It has been long talked about, but a contraceptive male pill is at last on the horizon, and it won’t affect either male performance or desire. This is the breakthrough in research carried out at Monash University in Melbourne, where scientists have been testing their male pill on mice.
In a similar model to the male vasectomy, where the ejaculation fluid does not contain sperm, the male pill blocks two key proteins. Instead of trying to tackle men’s hormones or kill off the sperm, the method is far less likely to provoke nasty side effects. Nor does it affect libido. The prospect of an active sex life without the risk of getting a woman pregnant is the ultimate goal with this prospect of a “chemical snip.”
Dr Sabatino Ventura heads up the team and has spoken about his findings. These have recently been published in the Proceedings of the National Academy of Sciences. He is pleased to have developed a technique that does not render sperm dysfunctional, which has longer-term implications for potential offspring. Likewise, the hormonal strategies that have been focused on in the past, he noted, produced negative sexual side effects. Not many, if indeed any, men would be keen on taking a pill which was going to slacken their virility. Dr Sabatino called these sort of side effects “intolerable.”
Stopping sperm from getting into the ejaculate is now feasible in a reversible way. The pill, unlike a full-scale vasectomy, which cuts the vas deferens works by keeping the sperm in “storage.” Sperm are already stored in the epididymus in the testicles, and released at the point of male orgasm.
With the mice experiment, the sperm remained in the vas deferens and were unaffected by the drugs used to alter their DNA. The sterility is not permanent though, and can be reversed. The mice were 100% infertile during the experiment, but later, their sperm was used to produce perfectly healthy baby mice. The man would simply have to stop taking the pill if he wanted to go on to have sex for reproduction.
Of the two drugs required to mimic this in men, one is pharmacologically developed already. It is used in treatment of enlarged benign prostrate. It is coming up with the complementary drug that will now require all the focus. It is not predicted to be an overnight sensation. This work could take a further decade. The receptor they need to block is the P2X1-purinocpetor, but as this is located in the vas deferens area, outside the “blood-testis barrier” it can be targeted by an oral contraceptive.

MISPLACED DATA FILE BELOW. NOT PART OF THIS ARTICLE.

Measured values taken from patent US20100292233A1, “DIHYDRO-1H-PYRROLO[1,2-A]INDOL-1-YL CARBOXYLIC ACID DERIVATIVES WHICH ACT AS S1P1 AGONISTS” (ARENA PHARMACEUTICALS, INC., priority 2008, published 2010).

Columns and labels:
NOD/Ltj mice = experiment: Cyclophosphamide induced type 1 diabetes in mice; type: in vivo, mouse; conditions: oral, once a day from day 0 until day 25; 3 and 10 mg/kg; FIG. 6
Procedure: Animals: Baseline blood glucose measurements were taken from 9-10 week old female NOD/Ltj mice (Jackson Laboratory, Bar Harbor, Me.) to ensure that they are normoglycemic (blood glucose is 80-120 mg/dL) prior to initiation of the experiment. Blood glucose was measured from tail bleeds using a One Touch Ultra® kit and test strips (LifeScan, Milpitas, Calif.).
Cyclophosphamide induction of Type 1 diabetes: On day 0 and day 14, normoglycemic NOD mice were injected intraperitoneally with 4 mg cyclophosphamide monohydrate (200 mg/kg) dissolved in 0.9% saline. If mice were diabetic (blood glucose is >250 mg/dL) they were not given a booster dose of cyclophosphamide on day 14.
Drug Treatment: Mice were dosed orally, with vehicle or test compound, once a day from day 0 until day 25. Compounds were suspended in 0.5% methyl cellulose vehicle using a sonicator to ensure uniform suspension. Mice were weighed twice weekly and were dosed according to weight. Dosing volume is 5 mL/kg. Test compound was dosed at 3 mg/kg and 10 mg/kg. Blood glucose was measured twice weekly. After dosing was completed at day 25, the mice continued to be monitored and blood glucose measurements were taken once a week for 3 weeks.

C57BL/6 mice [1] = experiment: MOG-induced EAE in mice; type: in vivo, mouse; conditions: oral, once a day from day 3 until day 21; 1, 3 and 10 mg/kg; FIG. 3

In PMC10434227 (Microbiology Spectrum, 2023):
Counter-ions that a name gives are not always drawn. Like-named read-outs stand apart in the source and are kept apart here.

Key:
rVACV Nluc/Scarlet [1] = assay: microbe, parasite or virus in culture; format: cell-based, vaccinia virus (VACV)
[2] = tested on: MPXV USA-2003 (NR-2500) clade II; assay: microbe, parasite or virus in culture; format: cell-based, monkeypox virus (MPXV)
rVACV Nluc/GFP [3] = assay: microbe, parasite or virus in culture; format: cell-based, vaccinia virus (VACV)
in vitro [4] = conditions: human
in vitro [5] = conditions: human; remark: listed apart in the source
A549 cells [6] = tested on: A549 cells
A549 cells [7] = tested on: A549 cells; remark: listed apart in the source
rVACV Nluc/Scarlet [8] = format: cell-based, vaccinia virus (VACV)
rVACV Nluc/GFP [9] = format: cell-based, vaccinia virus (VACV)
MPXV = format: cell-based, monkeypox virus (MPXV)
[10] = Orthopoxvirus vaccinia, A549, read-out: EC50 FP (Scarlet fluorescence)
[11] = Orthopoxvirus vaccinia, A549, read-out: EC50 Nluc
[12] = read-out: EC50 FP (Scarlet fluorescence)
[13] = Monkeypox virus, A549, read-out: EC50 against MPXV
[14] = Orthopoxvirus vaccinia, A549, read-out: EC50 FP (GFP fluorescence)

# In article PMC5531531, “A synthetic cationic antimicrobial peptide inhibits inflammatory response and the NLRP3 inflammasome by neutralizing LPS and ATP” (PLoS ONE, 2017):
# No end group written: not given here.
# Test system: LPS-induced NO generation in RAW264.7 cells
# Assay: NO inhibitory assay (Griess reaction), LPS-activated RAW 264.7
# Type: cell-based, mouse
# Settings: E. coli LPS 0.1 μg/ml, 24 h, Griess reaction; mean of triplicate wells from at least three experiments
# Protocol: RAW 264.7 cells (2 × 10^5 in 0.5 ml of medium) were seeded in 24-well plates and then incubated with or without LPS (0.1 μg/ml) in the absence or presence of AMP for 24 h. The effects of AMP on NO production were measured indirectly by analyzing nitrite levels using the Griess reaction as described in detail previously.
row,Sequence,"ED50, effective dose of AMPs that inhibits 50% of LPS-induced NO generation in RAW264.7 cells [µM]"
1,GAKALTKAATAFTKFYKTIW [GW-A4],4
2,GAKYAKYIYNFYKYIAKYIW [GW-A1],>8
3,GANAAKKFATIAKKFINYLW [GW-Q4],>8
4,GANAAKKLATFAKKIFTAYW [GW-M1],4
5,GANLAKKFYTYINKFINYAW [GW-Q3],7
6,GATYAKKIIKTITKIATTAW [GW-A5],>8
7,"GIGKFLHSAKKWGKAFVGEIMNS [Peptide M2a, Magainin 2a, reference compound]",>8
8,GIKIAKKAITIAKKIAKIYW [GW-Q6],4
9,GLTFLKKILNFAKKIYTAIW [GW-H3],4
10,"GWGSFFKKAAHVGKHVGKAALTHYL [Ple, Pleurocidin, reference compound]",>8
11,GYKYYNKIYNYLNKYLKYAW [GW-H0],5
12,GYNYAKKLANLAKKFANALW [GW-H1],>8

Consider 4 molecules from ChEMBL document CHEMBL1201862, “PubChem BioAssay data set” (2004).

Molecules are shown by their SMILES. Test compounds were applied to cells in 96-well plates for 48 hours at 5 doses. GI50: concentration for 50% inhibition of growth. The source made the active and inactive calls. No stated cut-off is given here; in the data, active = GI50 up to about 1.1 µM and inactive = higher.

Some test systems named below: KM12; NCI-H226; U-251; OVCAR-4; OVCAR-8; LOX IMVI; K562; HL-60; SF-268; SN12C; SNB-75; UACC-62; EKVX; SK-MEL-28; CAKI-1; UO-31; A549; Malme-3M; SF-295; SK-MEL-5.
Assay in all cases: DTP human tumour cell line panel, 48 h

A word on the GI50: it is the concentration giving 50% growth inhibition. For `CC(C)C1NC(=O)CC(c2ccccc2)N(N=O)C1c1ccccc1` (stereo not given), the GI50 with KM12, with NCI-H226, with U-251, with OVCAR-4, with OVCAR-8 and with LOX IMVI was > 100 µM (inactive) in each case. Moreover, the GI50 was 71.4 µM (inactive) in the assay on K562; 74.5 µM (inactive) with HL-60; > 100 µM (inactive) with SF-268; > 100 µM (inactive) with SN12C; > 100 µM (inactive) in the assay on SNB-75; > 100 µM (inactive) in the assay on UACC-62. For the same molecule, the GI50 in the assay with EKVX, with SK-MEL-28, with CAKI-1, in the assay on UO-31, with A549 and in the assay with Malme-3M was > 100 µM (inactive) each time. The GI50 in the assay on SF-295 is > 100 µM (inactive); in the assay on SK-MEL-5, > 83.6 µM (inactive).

The senior lecturer in andrology at the University of Sheffield, Dr Allan Pacey, praised the study so far. “It’s a good idea, they need to get on with it.” He likened it to a “biological vascectomy.”
Risks to blood pressure and volume of ejaculate are two further concerns. The mice showed a slight drop in blood pressure. The female contraceptive pill has never been immune from these sorts of risks. It has been linked to various potentialities such as increased risk of heart attack, blood clotting and stroke. The researchers have realised that “a lack of ejaculate has the potential to be disconcerting” so they will be working on that aspect. The female pill has never been perfect. Some woman have to try numerous brands before they find one that suits them. It has also been blamed for everything from spotty skin to mood swings, headaches, weight gain, and the inevitable pressure to remember to take it.By mimicking the menstrual cycle the female pill has not been accused of affecting femininity. The high hopes for the male pill is that it will not affect masculinity.
Another widely held belief is that women will not trust their male partners to be reliable and to take the pill as directed. Whether this is true or not or just an urban myth has yet to be adequately put to the test. It would certainly widen the options for men in regards to contraception. At present they can only opt to either use a condom or to go for a full vasectomy, a radical step for a healthy young male who may want to father children later in life. The male pill would be designed to be taken on a daily basis, just like the female pill. It seems a sexist stereotype to assume men would be too forgetful to take it, but it is early days to come to any conclusions about that.
It has taken fifty years so far for the male pill to become a viable alternative to the female pill. It has thus acquired a bit of a status quo in family planning, that women take the brunt of the responsibility. The opportunity to share this important task is now closer than ever before. Why has it taken so long?
The male birth control pill has posed a far greater challenge to scientists, as, instead of tackling just one egg per month, they have faced the enormity of 1,500 sperm cells produced per second. Against these odds, the Monash team decided to concentrate their efforts on the method of transport. Trying to block the receptors which cause the muscles to squeeze the fluid out of the testes proved to be detrimental to fertility. However, Ventura surmised that the male body would compromise, by “beefing up” the unblocked receptors. As well as the ongoing research and testing in development to be done, there is probably an invisible hurdle to jump in making men amenable to the concept, psychologically.
The reassuring news that the male pill would not affect sex drive or staying power will doubtless make it appeal more to men. Loss of masculinity is not a pretty prospect for either partner. Sharing the responsibility for unplanned pregnancy is.
By Kate Henderson